The COVID-19 pandemic, which is obviously a health crisis, has been a test for everything in our lives for the past six months; nearly all sectors were affected; businesses of both large and small scale, people’s jobs, communication channels, etc. To me, however, students were the most severely affected by this crisis, with the closure of schools, colleges and universities in most countries around the world and moving to teach (or trying to teach) through online learning platforms. The severe impact has been felt by many families, with parents trying to homeschool while also working from home, this did not only disrupt the parents work productivity, but also the children’s social life and learning.

Teaching the curriculum has moved online, and at the same time assessments had also moved online. The students of this year were tested on, and it was a matter of trial and error until schools tried to get the process as fluid as possible. Although this is a short-term issue, affected students may face long-term consequences which will ultimately lead to a learning gap. This will primarily be seen within the early learning students as parents found it most difficult trying to make them focused on completing learning material through the online channels. Going to school not only increases a child’s learning ability but also their social skills, and missing five months of schooling will indefinitely have an adverse effect on the skills of those students.

Most families are within the working class, with both parents working a 9-5 job even though most were working from home. Thus, to the disappointment of some parents, their kids were not sent home to play, and thus, those working-class parents had two jobs now, they were also educators, just so as to make sure that their kids don’t miss out on too much learning. While many parents could do just that, others were finding it extremely difficult to do both tasks at the same time. Parents were overwhelmed, there were, of course, some very inspirational moments, and other extremely difficult or shall we say angry moments, some extremely funny moments, and other depressing moments. But it seems like children from the same class will have.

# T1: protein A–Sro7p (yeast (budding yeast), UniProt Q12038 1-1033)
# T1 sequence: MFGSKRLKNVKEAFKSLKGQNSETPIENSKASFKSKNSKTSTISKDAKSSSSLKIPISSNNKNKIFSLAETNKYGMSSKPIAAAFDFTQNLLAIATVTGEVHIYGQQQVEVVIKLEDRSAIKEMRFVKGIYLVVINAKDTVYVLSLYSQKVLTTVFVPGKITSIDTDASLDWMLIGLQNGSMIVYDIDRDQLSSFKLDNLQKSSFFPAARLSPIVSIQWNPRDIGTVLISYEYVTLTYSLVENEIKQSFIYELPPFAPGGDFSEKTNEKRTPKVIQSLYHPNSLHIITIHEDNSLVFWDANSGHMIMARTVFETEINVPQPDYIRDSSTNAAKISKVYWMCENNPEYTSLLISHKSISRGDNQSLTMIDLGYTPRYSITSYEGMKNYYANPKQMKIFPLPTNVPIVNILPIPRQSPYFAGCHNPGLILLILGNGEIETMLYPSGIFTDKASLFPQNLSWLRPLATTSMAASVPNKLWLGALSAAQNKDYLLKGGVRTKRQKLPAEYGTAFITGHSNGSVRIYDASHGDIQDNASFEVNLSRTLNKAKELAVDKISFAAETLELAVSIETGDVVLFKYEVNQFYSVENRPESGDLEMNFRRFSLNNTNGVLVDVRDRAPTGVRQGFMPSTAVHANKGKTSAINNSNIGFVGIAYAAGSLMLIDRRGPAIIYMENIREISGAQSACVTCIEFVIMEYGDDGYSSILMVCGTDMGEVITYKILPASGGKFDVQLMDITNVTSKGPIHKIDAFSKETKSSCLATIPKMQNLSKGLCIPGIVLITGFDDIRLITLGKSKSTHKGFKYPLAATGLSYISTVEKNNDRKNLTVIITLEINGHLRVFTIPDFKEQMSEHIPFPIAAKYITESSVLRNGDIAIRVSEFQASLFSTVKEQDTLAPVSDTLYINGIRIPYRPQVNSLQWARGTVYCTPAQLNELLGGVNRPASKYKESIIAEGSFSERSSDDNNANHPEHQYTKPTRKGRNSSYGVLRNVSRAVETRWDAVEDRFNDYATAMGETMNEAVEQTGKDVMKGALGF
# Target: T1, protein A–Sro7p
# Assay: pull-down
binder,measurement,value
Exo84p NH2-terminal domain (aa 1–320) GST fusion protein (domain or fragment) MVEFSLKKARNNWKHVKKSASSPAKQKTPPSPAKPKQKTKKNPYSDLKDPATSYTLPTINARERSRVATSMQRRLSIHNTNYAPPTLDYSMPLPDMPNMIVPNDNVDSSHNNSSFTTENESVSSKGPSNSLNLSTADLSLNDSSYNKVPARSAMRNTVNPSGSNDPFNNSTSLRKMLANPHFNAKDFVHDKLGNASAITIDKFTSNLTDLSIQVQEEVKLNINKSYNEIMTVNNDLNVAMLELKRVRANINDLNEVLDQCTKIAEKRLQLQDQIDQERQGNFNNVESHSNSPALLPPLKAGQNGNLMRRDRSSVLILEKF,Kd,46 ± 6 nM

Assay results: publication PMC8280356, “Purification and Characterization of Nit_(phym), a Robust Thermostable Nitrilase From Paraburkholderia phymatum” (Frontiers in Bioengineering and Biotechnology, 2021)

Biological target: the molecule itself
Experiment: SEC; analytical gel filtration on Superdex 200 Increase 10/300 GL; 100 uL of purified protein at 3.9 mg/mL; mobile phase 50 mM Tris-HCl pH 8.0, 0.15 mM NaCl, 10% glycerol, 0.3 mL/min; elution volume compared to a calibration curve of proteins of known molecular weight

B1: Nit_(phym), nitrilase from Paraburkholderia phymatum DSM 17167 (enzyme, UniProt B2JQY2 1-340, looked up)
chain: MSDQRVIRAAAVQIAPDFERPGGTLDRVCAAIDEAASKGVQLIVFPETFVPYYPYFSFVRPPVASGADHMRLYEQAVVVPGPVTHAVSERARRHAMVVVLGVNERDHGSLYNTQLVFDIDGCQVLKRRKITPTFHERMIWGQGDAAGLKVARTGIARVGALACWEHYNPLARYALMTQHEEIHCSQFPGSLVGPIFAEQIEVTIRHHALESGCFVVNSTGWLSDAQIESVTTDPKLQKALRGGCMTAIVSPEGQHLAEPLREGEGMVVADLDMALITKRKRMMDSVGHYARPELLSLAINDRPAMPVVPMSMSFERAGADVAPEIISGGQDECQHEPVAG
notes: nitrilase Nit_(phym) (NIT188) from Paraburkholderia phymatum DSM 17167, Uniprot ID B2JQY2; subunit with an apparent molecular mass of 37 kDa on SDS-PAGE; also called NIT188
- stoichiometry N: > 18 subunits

Impacts on education: Families 

So while global homeschooling will surely produce some inspirational moments, some angry moments, some fun moments, and some frustrating moments, it seems very unlikely that it will on average replace the learning lost from school. But the bigger point is this: there will likely be substantial disparities between families in the extent to which they can help their children learn. Key differences include (Oreopoulos et al. 2006) the amount of time available to devote to teaching, the non-cognitive skills of the parents, resources (for example, not everyone will have the kit to access the best online material), and also the amount of knowledge – it’s hard to help your child learn something that you may not understand yourself. Consequently, this episode will lead to an increase in the inequality of human capital growth for the affected cohorts.


The closure of schools, colleges, and universities not only interrupts the teaching for students around the world; the closure also coincides with a key assessment period and many exams have been postponed or canceled.  

Internal assessments are perhaps thought to be less important and many have been simply canceled. But their point is to give information about the child’s progress for families and teachers. The loss of this information delays the recognition of both high potential and learning difficulties and can have harmful long-term consequences for the child. Andersen and Nielsen (2019) look at the consequence of a major IT crash in the testing system in Denmark. As a result of this, some children could not take the test.  The authors find that participating in the test increased the score in a reading test two years later by 9% of a standard deviation, with similar effects in mathematics. These effects are largest for children from disadvantaged backgrounds.